Arrival at the pier at 06h40, on a cool but not uncomfortable morning. The glow of promised sunrise peaking over the mountain tops, and a group of happy, fun and friendly guests joining you on The Blue Pointer. Everyone on time, disclaimers signed, briefing given and the trip is underway. Anticipation of the adventure ahead, grows as the island looms closer in the slow rising of the most dramatic sunrise, with reds, oranges and yellows streaking the purple sky. Bioluminescence clearly visible leaving a trail in the wake of the engines, as Simons Town moves further and further away, until it is not visible from where you are.
The boat anchors, the crew engage all the groups in happy, excited conversation as the wetsuits come out and everybody starts to change, with ease into the prepared wetsuits. A call from the skipper, to: “watch out to the left” and there it is, the sudden breaking of the waters’ surface, as a 4-meter Great White Shark explodes into the air, knocking a seal, which falls to the right and the shark crashes to the left shattering the mornings’ silence with the sound of displaced water; spray from its landing washes over you and you stand in stunned silence as others cheer and laugh and “ooh and aah!” Then another call from the crew; “keep an eye on the right” and there it is again, this time the seal didn’t manage to get away.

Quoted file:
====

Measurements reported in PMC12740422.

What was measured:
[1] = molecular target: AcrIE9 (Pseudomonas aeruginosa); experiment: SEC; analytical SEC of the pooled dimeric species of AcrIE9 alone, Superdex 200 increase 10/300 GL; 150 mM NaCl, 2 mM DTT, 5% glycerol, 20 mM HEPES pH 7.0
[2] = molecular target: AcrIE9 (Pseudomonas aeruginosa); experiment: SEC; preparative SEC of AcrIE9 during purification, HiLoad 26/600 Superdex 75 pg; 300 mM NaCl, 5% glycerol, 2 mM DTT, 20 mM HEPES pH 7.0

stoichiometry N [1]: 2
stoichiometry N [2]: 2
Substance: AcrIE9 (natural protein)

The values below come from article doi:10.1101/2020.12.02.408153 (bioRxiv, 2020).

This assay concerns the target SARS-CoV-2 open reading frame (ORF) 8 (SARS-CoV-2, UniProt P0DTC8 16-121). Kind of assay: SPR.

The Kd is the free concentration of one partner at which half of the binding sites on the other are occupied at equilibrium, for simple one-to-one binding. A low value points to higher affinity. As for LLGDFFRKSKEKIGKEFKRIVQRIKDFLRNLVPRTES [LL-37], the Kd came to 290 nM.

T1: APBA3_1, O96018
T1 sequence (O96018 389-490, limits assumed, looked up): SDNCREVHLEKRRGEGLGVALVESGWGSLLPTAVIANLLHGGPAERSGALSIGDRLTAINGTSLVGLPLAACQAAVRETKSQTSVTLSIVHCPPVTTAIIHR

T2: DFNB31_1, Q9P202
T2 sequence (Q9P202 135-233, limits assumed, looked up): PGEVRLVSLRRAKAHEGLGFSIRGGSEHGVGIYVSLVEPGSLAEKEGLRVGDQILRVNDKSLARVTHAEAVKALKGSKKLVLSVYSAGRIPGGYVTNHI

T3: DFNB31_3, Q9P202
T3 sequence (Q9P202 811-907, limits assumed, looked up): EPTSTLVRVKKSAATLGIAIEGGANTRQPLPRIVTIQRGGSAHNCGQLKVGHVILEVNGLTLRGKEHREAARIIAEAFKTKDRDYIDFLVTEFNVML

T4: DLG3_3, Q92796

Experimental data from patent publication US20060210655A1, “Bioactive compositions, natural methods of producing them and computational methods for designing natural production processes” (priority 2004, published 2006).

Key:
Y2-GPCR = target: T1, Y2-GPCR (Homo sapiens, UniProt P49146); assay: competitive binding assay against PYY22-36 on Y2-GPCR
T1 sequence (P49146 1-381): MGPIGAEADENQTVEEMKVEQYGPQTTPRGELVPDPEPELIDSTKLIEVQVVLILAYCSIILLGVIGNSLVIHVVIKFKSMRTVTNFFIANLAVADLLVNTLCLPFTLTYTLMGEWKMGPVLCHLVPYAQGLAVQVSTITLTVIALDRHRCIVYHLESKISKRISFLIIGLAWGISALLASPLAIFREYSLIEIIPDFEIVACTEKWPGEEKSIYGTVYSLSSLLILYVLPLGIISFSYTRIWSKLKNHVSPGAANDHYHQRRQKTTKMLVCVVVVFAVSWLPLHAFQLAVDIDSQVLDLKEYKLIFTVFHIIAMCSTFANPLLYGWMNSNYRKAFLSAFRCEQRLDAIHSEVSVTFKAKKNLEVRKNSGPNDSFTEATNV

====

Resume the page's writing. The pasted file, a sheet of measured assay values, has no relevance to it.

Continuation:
As the suns starts to rise above the mountains, the crew and skipper explain that the breaching behaviour will now stop, and it’s time to start preparing for the cage. Within no time at all, the bait (a tuna head tied to a piece of rope, used to “lure” the great white sharks to the boat) is out and the sharks start coming by to investigate the sounds, bait and action all being engineered by the experienced crew. Quickly the first group of 4 take their places in the cage, given regulators and start the second part of their amazing adventure. You can hear squealing and excited shouting coming from under the water, as the guests see these incredible creatures up close and personal. All too quickly, it’s your turn, and you take your place in the spacious cage, while a 4.5-meter great white leisurely, with such grace, swims by the cage, and you are now face to face with the apex predator of the oceans. There is no fear, or anxiety, only an appreciation of their beauty, and magnificence. The grace with which they move past the boat and cage, is unprecedented, and quite hypnotizing. Having never used scuba before you don’t even realize that you are underwater and breathing, the cold water, that initially plagued your thoughts, forgotten! This is just incredible. Not one, or two, but at least 5 or 6 different great white sharks have made an inquisitive pass by the cage, and you are sure that one of them actually looked you right in the eye and made a connection! Then your 20 minutes of sheer adrenaline and excitement is over, it’s the other guests turn. There is so much activity, that the skipper suggests that everybody looking to get back in, once everyone had been in to the cage, would get the opportunity, and so it happens that you are able to spend another 20 minutes in the cage and again experience the surreal connection with the big 3.8-meter male shark.